Processing Your Order...

New Customers Save $20 off $100+* with code AUGUSTNEW

New Customers Save $20* with code AUGUSTNEW

*For new customers only. Order must be placed by 8/31/2017. The $20 discount is given for a single order of $100 or more excluding shipping and tax. Some exclusions may apply. Promotion code does not apply to certain Champagne brands, Riedel glassware, gift certificates, fine and rare wine and all bottles 3.0 liters or larger. Promotion does not apply to corporate orders. No other promotion codes, coupon codes or corporate discounts may be applied to order. Not valid on Bordeaux Futures.

Due to state regulations, we cannot ship wine to California

Takatenjin Soul of the Sensei (720ML)

Junmai-Daiginjo from Shizuoka, Japan
    Ships Tue, Aug 29
    Limit 0 bottles per customer
    Sold in increments of 0
    Currently Unavailable $39.99
    Try the
    49 99
    39 99
    Save $10.00 (20%)
    Add to Cart
    1
    Alert me when new vintages are available
    Rate for better recommendations
    No Rating

    Winemaker Notes

    Aromas of clean honeydew rind, grainy rice with a touch of earth. The impact on the palate is soft and rich but not cloying. A gentle sweetness envelops the tongue while the clean, high-strung acidity does the work. It has loads of body but is able to maintain tightness and structure. While spicy honeydew and dry anise dominate up front, the finish is dry with good spicy white pepper and jasmine notes.

    Critical Acclaim

    Takatenjin

    Takatenjin

    View all wine
    Takatenjin, , Japan
    Takatenjin
    Takantenjin Soul of the Sensei is a special Junmai Daiginjo brewed in memory of former Takatenjin Master Toji Shokichi Hase. Toji Hase worked tirelessly at the same brewery for over 40 years which in itself is surely an achievement worth honoring. He was also one of the four famous toji known as the "Four Guardians of Heaven” of the prestigious Noto Toji Guild. (Toji guilds are small groups of notable tojis whose main objectives are to educate and train successors, to refine skills, and to uphold and improve the reputation of the sake from their region.) The brewery continues its former sensei's traditions with this clean, dry and rich brew which is considered one of Japan's most highly regarded sake.

    Trentino-Alto Adige

    View all wine

    A mountainous northern Italian region heavily influenced by German culture...

    View More

    A mountainous northern Italian region heavily influenced by German culture, Trentino-Alto Adige is actually made up of two separate but similar regions: Alto Adige and Trentino. Trentino, the southern half, is primarily Italian-speaking and largely responsible for the production of large volumes of wine made from non-native grapes. There is a significant quantity of Chardonnay and Pinot Grigio produced here, and Merlot is common as well.

    The rugged terrain of German-speaking Alto Adige (also referred to as Südtirol) is more focused on smaller-scale viticulture, and greater value is placed on local varieties, though international varieties are widely planted as well. Sheltered by the Alps from harsh northerly winds, many of the best vineyards are planted at extreme altitude on steep slopes to increase sunlight exposure. Dominant red varieties include the bold, herbaceous Lagrein and delicate, strawberry-kissed Schiava, in addition to some Pinot Nero. The primary white grapes are Pinot Grigio, Gewürztraminer, Chardonnay, and Pinot Blanc, as well as smaller plantings of Sauvignon Blanc, Müller Thurgau, and others. These tend to be bright and refreshing with crisp acidity and just the right amount of texture. Some of the highest quality Pinot Grigio in Italy is made here.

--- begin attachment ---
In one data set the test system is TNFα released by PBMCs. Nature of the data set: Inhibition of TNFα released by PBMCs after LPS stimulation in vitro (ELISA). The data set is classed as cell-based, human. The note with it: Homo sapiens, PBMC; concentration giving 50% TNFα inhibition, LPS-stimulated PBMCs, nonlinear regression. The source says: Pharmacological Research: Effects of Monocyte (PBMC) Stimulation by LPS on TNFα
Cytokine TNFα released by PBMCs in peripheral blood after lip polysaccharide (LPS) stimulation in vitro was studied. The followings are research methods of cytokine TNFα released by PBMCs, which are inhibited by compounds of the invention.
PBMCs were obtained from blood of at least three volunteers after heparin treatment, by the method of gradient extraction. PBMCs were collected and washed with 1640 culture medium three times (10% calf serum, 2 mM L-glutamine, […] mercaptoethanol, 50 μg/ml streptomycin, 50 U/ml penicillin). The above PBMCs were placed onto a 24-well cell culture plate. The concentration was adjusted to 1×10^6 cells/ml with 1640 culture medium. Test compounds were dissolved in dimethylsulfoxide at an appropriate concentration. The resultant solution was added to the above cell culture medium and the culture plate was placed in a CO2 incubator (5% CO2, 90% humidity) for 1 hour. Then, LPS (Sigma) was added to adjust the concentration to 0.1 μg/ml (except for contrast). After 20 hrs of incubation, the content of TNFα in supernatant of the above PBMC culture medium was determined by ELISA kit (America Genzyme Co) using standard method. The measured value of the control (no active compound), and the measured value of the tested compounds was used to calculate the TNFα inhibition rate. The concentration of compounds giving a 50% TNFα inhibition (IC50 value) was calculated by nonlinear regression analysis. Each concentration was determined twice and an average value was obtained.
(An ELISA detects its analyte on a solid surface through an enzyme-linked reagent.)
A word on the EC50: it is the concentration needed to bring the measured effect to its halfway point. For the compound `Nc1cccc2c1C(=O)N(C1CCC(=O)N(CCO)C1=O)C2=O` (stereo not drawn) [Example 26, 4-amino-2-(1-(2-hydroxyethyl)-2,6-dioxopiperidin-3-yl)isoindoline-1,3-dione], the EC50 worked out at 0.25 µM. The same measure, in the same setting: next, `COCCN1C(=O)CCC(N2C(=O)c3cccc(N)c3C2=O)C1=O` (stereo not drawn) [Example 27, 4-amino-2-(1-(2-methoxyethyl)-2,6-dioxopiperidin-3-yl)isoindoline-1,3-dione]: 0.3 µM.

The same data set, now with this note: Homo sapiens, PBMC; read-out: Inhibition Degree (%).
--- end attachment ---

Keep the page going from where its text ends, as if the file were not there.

Pinot Noir

    View all wine

    One of the most difficult yet rewarding grapes to grow...

    View More

    One of the most difficult yet rewarding grapes to grow, Pinot Noir is commonly referred to by winemakers as the “heartbreak grape.” However, the greatest red wines of Burgundy prove that it is unquestionably worth the effort. More reflective than most varieties of the land on which it is grown, Pinot Noir prefers a cool climate, requires low yields to achieve high quality, and demands care in the vineyard and lots of attention in the winery. It is an important component of Champagne and the only variety permitted in red Burgundy. Pinot Noir enjoys immense popularity internationally, most notably in Oregon, California, and New Zealand.

    In the Glass

    Pinot Noir Is all about red fruit—strawberry, raspberry, and cherry. It is relatively pale in color with soft tannins and lively acidity. It ranges in body from very light to the heavier side of medium, typically landing somewhere in the middle—giving it extensive possibilities for food pairing. With age (of which the best examples can handle an astounding amount), it can develop hauntingly beautiful characteristics of fresh earth, autumn leaves, and truffles.

    Perfect Pairings

    Pinot’s healthy acidity cuts through the oiliness of pink-fleshed fish like salmon, ocean trout, and tuna. Its mild mannered tannins don’t fight with spicy food, and give it enough structure to pair with all sorts of poultry—chicken, quail, and especially duck. As the namesake wine of Boeuf Bourguignon, it can even match with heavier fare. Pinot Noir is also very vegetarian-friendly—most notably with any dish that features mushrooms.

    Sommelier Secret

    Pinot Noir is dangerously drinkable, highly addictive, and has a bad habit of emptying the wallet. Look for affordable but still delicious examples from Germany (as Spätburgunder), Italy (as Pinot Nero), Chile, New Zealand, and France’s Loire Valley and Alsace regions.

    VNCTSS_0 Item# 121426

    Update your browser to enjoy all that Wine.com has to offer.

    It's easy to update and using the latest version
    of Internet Explorer means all your web browsing will be better.

    Yes, Update Now